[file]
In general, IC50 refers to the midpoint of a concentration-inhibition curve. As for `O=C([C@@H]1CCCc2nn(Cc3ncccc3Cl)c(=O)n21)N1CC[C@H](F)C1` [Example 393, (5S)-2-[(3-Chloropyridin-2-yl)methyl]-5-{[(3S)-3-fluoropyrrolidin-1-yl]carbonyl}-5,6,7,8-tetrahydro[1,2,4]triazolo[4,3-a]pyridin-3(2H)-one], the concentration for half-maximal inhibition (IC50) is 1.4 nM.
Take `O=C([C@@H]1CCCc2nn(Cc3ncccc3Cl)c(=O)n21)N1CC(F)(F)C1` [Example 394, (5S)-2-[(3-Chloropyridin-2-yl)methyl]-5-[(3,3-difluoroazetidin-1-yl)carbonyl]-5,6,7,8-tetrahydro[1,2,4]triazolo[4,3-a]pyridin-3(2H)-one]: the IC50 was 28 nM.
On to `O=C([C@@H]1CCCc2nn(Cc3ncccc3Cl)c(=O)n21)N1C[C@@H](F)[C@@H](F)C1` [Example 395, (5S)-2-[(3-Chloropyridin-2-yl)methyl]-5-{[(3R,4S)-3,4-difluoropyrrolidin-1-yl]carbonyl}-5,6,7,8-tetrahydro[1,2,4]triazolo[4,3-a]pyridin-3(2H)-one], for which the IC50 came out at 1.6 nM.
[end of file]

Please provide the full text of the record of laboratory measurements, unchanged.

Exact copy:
In general, IC50 refers to the midpoint of a concentration-inhibition curve. As for `O=C([C@@H]1CCCc2nn(Cc3ncccc3Cl)c(=O)n21)N1CC[C@H](F)C1` [Example 393, (5S)-2-[(3-Chloropyridin-2-yl)methyl]-5-{[(3S)-3-fluoropyrrolidin-1-yl]carbonyl}-5,6,7,8-tetrahydro[1,2,4]triazolo[4,3-a]pyridin-3(2H)-one], the concentration for half-maximal inhibition (IC50) is 1.4 nM.
Take `O=C([C@@H]1CCCc2nn(Cc3ncccc3Cl)c(=O)n21)N1CC(F)(F)C1` [Example 394, (5S)-2-[(3-Chloropyridin-2-yl)methyl]-5-[(3,3-difluoroazetidin-1-yl)carbonyl]-5,6,7,8-tetrahydro[1,2,4]triazolo[4,3-a]pyridin-3(2H)-one]: the IC50 was 28 nM.
On to `O=C([C@@H]1CCCc2nn(Cc3ncccc3Cl)c(=O)n21)N1C[C@@H](F)[C@@H](F)C1` [Example 395, (5S)-2-[(3-Chloropyridin-2-yl)methyl]-5-{[(3R,4S)-3,4-difluoropyrrolidin-1-yl]carbonyl}-5,6,7,8-tetrahydro[1,2,4]triazolo[4,3-a]pyridin-3(2H)-one], for which the IC50 came out at 1.6 nM.